During 1535–6 the government was uncertain how to deal with the many FitzGerald sympathisers within the Pale and with their Gaelic allies further afield. Cowley urged a ruthless prosecution of FitzGerald supporters and, in a treatise written for Cromwell in summer 1536, called for a radical policy of conquest and colonisation in Leinster against the Gaelic Irish there. His objective was to maintain Ireland in a state of war in order to make the crown more dependent on the Butlers for military support. In the event of peace the government was more likely to demand that Butler reform and demilitarise his own lordship. Cowley argued that Anglo-Irish magnates should be allowed to retain their private armies until the Gaelic Irish had been destroyed. However, Cromwell rejected the policy of conquest because of the expense involved. Worse still, the lord deputy, Leonard Grey (qv), was unwilling to be a Butler puppet and favoured the FitzGeralds’ supporters, whom he hoped to play off against the Butlers. Cowley criticised Grey repeatedly, but failed to secure his removal. Despite this setback, he was made master of the rolls on 2 January 1539 and granted a royal pension in 1541.
In July 1540 Cowley wrote to London complaining that the vice-treasurer, William Brabazon (qv), was embezzling royal revenues. A royal commission was dispatched to Ireland to investigate, but found only minor irregularities in Brabazon's accounts. Dissatisfied, Cowley compiled a detailed list of charges against Brabazon and sent them to London in December. By 1541 the Butlers had decided that the new lord deputy, Sir Anthony St Leger (qv), was not sufficiently beholden to their interests, and Cowley broadened his corruption charges to include St Leger. His case was strong but politically ill advised, given that virtually the entire Irish government, including his patron the 9th earl of Ormond, was implicated in the corrupt sale of former monastic lands. The government closed ranks behind St Leger and a now isolated Cowley travelled to England in autumn 1541 without permission to pursue his vendetta; he accused St Leger of declaring that Henry VII (the current king's father) had been an illegitimate king and stated that all the leading members of the Irish government had stolen crown lands and revenues. The English privy council heard his charges on 17 October 1541 and then imprisoned him while it considered his allegations. On 14 April 1542 the king branded him a troublemaker, dismissed him as master of the rolls, and later returned him to prison. He was released on 21 July 1543, but appears to have been refused permission to return to Ireland. In January 1545, he was deprived of his lease of Holmpatrick. He had become totally blind by the time of his death, which occurred in London, probably in 1546.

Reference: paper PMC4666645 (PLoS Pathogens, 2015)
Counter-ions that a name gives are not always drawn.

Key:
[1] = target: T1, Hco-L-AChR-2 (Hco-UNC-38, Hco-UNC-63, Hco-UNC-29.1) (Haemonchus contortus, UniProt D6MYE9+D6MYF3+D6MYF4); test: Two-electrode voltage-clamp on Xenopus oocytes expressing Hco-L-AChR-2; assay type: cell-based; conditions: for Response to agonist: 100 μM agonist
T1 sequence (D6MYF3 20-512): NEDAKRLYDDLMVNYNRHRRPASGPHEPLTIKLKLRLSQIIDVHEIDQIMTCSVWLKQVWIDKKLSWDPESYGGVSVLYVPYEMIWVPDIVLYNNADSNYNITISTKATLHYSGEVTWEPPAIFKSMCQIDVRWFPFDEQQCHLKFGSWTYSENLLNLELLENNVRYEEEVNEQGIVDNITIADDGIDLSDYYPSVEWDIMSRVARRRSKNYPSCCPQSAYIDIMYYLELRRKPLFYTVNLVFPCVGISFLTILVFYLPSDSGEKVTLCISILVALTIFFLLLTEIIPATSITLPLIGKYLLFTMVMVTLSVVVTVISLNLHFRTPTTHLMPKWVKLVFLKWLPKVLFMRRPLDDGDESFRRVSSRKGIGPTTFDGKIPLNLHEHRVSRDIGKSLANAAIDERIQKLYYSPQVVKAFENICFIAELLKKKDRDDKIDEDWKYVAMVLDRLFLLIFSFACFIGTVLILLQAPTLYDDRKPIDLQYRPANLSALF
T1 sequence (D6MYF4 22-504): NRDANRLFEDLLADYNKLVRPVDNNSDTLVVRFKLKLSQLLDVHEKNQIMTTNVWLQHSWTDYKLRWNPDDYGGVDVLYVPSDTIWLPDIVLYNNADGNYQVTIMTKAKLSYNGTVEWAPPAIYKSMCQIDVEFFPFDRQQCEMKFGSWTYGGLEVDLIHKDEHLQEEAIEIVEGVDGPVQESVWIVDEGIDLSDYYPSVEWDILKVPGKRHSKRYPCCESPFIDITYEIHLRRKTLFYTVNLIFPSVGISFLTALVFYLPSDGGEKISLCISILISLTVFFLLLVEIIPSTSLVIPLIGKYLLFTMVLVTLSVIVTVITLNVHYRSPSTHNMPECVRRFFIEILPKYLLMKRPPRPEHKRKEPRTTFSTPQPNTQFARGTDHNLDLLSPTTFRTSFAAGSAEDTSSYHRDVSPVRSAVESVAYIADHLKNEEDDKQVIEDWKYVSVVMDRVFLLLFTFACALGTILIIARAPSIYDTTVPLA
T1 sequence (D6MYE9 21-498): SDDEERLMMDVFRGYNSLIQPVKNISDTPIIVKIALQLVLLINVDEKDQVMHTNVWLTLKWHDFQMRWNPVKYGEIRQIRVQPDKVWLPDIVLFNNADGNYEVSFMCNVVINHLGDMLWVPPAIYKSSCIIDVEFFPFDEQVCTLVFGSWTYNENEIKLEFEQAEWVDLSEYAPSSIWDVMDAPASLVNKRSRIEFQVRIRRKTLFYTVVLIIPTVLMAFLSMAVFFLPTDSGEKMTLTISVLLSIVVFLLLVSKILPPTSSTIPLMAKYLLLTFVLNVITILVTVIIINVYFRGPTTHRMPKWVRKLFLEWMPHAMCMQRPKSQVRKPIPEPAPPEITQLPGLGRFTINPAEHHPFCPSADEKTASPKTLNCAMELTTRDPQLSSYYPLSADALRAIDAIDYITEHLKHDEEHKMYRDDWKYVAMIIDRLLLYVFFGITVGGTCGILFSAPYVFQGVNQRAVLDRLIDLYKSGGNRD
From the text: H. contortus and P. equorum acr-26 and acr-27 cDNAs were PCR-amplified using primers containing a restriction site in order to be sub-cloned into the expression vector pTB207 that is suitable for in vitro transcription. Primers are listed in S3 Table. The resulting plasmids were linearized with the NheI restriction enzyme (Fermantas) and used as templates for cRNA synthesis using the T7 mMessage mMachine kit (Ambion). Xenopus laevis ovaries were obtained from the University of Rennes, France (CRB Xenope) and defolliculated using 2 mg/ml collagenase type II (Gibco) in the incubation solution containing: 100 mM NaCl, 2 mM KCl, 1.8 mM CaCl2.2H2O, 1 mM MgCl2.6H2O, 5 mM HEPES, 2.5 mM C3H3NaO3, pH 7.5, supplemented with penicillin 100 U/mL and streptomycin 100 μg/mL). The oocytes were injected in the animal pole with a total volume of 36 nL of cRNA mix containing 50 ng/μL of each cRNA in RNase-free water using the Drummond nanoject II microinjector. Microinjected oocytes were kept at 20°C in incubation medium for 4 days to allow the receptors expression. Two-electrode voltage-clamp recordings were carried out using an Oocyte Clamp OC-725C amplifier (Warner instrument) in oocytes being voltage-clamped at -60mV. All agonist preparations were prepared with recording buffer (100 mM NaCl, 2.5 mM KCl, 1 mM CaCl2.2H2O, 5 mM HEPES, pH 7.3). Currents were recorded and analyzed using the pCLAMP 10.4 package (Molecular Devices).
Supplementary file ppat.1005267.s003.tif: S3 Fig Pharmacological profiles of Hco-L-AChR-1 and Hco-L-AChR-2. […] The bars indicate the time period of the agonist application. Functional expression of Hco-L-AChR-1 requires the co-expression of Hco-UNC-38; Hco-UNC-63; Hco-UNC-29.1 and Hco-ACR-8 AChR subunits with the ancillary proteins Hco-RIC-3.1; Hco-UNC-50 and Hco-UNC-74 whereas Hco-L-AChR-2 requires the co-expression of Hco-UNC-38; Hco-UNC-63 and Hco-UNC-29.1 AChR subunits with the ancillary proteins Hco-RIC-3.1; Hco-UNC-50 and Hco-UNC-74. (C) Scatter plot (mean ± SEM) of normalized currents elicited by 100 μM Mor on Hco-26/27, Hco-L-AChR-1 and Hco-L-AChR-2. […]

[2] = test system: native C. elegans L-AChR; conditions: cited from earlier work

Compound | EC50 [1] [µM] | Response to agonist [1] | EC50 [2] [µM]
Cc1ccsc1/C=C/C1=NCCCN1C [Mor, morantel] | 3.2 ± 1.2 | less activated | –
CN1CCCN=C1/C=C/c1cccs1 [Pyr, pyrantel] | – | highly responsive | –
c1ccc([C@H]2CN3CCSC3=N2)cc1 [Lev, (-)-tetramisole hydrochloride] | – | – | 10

With his wife, Anne, he had three sons and a daughter. His eldest son, Walter Cowley (qv), served as principal solicitor of Ireland; Robert received lands in the plantation of King's County but was killed by rebels in 1572; and Nicholas was a merchant of Kilkenny, being mayor of the city in 1540 and 1541.